Summer UC Davis Class: American Novel to 1900

This summer, I’ll be teaching the “American Novel to 1900” course for UC Davis English Department. The full information is on their course schedule page. The first three novels we’ll cover in the six-week class:

  • The Female American, Winkfield (1767)
  • The Coquette, Foster (1797)
  • The Narrative of Arthur Gordon Pym, Poe (1838)

My goal is to incorporate something I’ve wanted to do since I saw Trinity College Professor and Heath Anthology of American Literature general editor Paul Lauter lecture on U.S. literature over a decade ago: student input into the choice of readings. Because books from this time period are mostly out of copyright and available online, I can do it without putting undue burden on the students.

On the first day, they’ll take a poll (what American “classics” they’ve read, what authors they think we should read in a college class) and then I’ll introduce parts of American literature that they may not be familiar with, including sentimental/domestic fiction, sensation and serialized novels, utopian fiction, dime novel western/invention/detective serial narratives, and more. Then we’ll vote on what novels to cover in the 2nd half of class.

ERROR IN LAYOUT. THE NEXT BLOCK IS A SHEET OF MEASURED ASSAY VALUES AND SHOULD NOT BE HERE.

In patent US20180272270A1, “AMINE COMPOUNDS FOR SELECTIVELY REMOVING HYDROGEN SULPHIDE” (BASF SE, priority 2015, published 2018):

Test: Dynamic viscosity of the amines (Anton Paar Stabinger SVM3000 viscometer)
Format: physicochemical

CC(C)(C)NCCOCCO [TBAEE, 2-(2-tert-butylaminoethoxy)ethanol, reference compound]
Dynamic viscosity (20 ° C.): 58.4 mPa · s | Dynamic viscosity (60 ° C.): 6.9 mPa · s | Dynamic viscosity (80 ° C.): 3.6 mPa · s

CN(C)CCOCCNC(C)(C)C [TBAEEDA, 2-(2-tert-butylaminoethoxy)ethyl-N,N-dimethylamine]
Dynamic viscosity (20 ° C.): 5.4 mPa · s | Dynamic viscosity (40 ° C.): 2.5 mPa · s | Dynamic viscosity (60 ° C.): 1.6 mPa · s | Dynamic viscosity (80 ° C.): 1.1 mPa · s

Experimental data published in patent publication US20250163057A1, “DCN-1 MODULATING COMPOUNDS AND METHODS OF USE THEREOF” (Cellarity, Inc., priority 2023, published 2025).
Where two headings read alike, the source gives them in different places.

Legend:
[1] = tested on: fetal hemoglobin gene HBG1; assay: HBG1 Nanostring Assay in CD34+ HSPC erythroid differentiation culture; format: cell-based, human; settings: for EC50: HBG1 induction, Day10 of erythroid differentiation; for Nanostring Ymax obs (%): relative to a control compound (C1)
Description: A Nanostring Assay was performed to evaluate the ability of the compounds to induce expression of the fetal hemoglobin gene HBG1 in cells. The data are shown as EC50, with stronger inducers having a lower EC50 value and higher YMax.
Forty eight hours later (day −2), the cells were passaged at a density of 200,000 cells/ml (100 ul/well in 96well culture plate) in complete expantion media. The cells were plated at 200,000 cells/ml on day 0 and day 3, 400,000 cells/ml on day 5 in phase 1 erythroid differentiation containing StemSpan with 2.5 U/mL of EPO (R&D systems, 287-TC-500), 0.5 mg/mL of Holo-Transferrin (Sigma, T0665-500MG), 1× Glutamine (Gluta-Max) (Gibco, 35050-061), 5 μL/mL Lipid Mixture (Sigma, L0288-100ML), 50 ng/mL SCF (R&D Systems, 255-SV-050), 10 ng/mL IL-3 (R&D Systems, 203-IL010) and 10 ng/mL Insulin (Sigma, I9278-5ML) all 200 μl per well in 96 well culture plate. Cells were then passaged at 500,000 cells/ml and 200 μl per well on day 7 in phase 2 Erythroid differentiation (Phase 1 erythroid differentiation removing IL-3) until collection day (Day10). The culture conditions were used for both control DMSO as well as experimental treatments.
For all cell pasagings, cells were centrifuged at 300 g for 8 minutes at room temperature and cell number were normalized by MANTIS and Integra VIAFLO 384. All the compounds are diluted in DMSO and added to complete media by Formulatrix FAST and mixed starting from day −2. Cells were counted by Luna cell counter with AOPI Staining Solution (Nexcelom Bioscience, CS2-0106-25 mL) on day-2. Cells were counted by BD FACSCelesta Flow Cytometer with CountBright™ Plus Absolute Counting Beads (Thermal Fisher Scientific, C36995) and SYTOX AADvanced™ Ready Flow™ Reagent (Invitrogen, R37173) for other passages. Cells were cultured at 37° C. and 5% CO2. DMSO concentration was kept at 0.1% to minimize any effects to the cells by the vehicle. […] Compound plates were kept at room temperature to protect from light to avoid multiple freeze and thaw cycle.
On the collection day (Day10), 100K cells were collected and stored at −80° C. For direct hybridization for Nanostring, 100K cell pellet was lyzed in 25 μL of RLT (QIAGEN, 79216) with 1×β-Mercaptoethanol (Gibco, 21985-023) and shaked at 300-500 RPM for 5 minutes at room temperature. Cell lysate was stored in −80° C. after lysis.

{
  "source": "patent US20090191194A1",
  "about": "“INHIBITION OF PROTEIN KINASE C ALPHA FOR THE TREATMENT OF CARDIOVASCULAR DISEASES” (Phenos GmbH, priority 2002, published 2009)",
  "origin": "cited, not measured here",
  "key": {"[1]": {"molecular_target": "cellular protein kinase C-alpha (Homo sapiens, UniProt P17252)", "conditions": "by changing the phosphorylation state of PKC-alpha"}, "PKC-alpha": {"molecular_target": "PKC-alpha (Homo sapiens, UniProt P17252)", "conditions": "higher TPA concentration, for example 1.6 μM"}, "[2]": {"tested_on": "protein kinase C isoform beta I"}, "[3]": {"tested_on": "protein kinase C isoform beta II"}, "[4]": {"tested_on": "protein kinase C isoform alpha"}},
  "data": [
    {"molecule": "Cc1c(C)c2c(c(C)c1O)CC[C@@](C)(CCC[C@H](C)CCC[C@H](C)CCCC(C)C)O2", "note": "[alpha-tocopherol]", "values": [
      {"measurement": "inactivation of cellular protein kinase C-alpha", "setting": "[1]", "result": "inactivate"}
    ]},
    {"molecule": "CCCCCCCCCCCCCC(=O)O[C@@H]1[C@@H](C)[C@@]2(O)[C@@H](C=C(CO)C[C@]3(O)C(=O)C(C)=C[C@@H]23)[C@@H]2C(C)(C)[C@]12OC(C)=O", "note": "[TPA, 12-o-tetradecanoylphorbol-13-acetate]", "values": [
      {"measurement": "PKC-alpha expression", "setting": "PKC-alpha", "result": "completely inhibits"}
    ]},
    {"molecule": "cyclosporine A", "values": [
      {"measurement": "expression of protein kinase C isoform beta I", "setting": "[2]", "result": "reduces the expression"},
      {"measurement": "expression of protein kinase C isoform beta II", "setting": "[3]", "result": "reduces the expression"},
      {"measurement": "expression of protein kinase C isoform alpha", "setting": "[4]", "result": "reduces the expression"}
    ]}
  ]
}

As we do this, I’ll challenge them (or they’ll challenge each other) to pick a variety of material based on what they think is important. We’ll address inclusiveness, historical importance, etc. We’ll also cover things like how these novels were published and how writers or publishers conceived of what a “novel” was. Some things I’m particularly curious about:

  • Will they gravitate toward “American Renaissance” antebellum works or toward Realist novels of the late 1800s?
  • Are the books that were standard U.S. high school curriculum 20 years ago still entrenched? Have they all read Red Badge of Courage or The Scarlet Letter, for example? If not, what works have ascended to that often-dubious honor?
  • Will anyone question the inclusion of a work (Female American) from before the U.S. was actually a nation?
  • What novels have they already covered at the university level, perhaps even more than once?

I’m very much looking forward to it.

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